Reflections on a Decade of Nonprofit Education on Wind and Solar Energy: An Interview with Doug Fredrickson and Ed Zaelke

  • Kevin O'Rourke

By: Kevin O’Rourke
December 2, 2020

Doug Fredrickson is the former Vice President of Strategic Initiatives at Blattner Energy and Ed Zaelke is a Partner and the Head of Energy Project Finance at McDermott Will & Emery. Both Doug and Ed served as board members of the Wind Energy Foundation (WEF), which became the Wind Solar Alliance (WSA) in 2018, before merging into ACORE earlier this year. Doug previously served as the WEF/WSA board chair, and Ed served on the board since WEF/WSA’s public debut in 2011. The following is an interview with Kevin O’Rourke, ACORE’s Vice President of Strategic Partnerships and Public Affairs, and former WSA Interim Executive Director. The Q&A has been lightly edited and compressed for clarity.


QUESTION #1: Much has changed in the U.S. wind and solar energy industries since WSA was founded as WEF in 2010. You both were integral contributors to the WEF/WSA board during an era of tremendous growth. Over the course of the last decade, total installed wind energy capacity grew more than 150 percent, from 40 gigawatts (GW) to over 107 GW in 2020, while total solar installation grew from less than 1 GW of cumulative utility-scale installations in 2010 to over 60 GW by the end of last year. Tell us a bit about what that growth has meant to your respective companies/firms?

DOUG: By 2010, Blattner had already been building wind projects for over 12 years. That vantage point provided us a crystalizing picture of the potential positives a more robust renewable energy market could provide to the world, this country and our employees, if it existed. Our early experiences really opened our eyes to the wide range of essential stakeholders required to get a single project online. We learned we would have to join with others to create and disseminate educational elements to policymakers, utility owners, ratepayers and various environmental stakeholders. We believe working with the industry instead of for the industry was one of the aspects that contributed to Blattner becoming the leader of renewable energy project development in North America.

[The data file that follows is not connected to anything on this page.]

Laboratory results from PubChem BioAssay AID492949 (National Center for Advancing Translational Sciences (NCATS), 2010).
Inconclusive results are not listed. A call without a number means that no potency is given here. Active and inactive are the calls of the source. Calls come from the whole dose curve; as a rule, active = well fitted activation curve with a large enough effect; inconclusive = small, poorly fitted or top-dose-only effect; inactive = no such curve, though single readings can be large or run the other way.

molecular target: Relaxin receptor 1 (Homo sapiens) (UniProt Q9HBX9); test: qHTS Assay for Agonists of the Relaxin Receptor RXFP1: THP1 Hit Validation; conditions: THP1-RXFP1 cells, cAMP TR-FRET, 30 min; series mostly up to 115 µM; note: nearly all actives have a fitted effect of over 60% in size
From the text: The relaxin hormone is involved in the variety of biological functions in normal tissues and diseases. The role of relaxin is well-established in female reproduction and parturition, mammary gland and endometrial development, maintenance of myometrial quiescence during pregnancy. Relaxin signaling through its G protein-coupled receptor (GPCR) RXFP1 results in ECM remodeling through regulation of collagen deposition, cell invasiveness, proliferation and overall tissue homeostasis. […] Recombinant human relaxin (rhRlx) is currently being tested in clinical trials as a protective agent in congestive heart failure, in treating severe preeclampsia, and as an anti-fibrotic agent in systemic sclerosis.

ED: While our practice has grown significantly with the growth of the industry, equally as important is that the maturation of the industry has allowed us to offer a stable opportunity to young lawyers who want to be involved in a growing industry that has enormous environmental and social benefits. This has allowed us to bring a number of very talented lawyers into the business who might, in a prior time, sought to pursue other legal areas.


QUESTION #2: Also during your tenure on the WSA/WEF board, philanthropic support for accelerating the deployment of renewable technologies increased. WSA/WEF was fortunate to receive some of that support – in part due to your guidance, input and oversight – spurring successful education and advocacy campaigns that complemented the work of the wind and solar trade associations. With the merger into ACORE, several of WSA’s programs, as well as those relationships with philanthropy, will continue. What are your hopes for ACORE’s role in today’s evolving national education and advocacy landscape? And what advice, if any, would you like to offer to the philanthropic community about the need for future support?

DOUG: Without question, national education and advocacy are essential. If you will allow me the following – “if more people knew what more people know” – the path to agreeing to achieve a cleaner, lower cost energy world would be much shorter. With the recent consolidation, it is my hope that ACORE will be able to strengthen their leveraging capabilities of vital information by sharing more strategically. Thus, the potential to bring the largest dissenting voices to see shared rewards.